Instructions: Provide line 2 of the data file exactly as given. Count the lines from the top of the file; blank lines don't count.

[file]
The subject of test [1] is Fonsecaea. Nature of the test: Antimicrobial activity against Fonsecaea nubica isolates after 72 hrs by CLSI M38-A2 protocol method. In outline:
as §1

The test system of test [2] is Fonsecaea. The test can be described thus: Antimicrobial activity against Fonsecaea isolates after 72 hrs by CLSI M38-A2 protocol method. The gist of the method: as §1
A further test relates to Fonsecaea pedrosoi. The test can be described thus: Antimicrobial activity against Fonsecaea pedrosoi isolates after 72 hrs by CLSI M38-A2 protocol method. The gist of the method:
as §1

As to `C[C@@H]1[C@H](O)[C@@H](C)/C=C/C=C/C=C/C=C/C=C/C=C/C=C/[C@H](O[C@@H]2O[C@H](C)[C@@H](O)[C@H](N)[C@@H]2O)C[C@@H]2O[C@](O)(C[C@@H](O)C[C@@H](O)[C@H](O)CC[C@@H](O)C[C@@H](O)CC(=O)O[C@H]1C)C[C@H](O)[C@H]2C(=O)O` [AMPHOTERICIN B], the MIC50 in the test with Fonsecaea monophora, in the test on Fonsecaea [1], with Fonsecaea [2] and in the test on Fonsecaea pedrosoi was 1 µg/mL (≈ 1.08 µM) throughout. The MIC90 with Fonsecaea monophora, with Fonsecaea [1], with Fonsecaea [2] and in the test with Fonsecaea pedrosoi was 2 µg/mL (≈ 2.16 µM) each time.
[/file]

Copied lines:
as §1